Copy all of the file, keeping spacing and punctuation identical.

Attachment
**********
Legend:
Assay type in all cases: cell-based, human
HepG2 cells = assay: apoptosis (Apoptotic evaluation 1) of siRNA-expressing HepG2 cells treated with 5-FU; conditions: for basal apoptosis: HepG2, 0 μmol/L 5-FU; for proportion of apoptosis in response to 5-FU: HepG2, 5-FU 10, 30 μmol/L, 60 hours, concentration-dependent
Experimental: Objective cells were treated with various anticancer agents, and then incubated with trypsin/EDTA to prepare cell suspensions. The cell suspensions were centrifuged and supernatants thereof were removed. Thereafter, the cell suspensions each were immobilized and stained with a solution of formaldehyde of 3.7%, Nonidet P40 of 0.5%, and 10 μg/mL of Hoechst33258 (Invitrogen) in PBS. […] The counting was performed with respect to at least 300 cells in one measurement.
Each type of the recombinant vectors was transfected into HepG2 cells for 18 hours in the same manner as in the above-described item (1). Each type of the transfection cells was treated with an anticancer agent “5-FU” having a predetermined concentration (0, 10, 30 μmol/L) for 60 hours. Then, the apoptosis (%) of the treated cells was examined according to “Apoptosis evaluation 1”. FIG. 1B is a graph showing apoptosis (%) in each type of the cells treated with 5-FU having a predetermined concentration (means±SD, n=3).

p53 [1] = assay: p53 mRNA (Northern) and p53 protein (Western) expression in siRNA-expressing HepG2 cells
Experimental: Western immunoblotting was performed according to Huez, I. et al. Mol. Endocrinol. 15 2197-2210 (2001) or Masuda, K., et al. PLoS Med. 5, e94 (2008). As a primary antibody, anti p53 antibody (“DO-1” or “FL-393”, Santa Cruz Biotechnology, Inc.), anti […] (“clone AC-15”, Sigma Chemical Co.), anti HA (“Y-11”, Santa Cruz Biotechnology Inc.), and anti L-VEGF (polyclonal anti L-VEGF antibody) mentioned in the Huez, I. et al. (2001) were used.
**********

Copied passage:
Legend:
Assay type in all cases: cell-based, human
HepG2 cells = assay: apoptosis (Apoptotic evaluation 1) of siRNA-expressing HepG2 cells treated with 5-FU; conditions: for basal apoptosis: HepG2, 0 μmol/L 5-FU; for proportion of apoptosis in response to 5-FU: HepG2, 5-FU 10, 30 μmol/L, 60 hours, concentration-dependent
Experimental: Objective cells were treated with various anticancer agents, and then incubated with trypsin/EDTA to prepare cell suspensions. The cell suspensions were centrifuged and supernatants thereof were removed. Thereafter, the cell suspensions each were immobilized and stained with a solution of formaldehyde of 3.7%, Nonidet P40 of 0.5%, and 10 μg/mL of Hoechst33258 (Invitrogen) in PBS. […] The counting was performed with respect to at least 300 cells in one measurement.
Each type of the recombinant vectors was transfected into HepG2 cells for 18 hours in the same manner as in the above-described item (1). Each type of the transfection cells was treated with an anticancer agent “5-FU” having a predetermined concentration (0, 10, 30 μmol/L) for 60 hours. Then, the apoptosis (%) of the treated cells was examined according to “Apoptosis evaluation 1”. FIG. 1B is a graph showing apoptosis (%) in each type of the cells treated with 5-FU having a predetermined concentration (means±SD, n=3).

p53 [1] = assay: p53 mRNA (Northern) and p53 protein (Western) expression in siRNA-expressing HepG2 cells
Experimental: Western immunoblotting was performed according to Huez, I. et al. Mol. Endocrinol. 15 2197-2210 (2001) or Masuda, K., et al. PLoS Med. 5, e94 (2008). As a primary antibody, anti p53 antibody (“DO-1” or “FL-393”, Santa Cruz Biotechnology, Inc.), anti […] (“clone AC-15”, Sigma Chemical Co.), anti HA (“Y-11”, Santa Cruz Biotechnology Inc.), and anti L-VEGF (polyclonal anti L-VEGF antibody) mentioned in the Huez, I. et al. (2001) were used.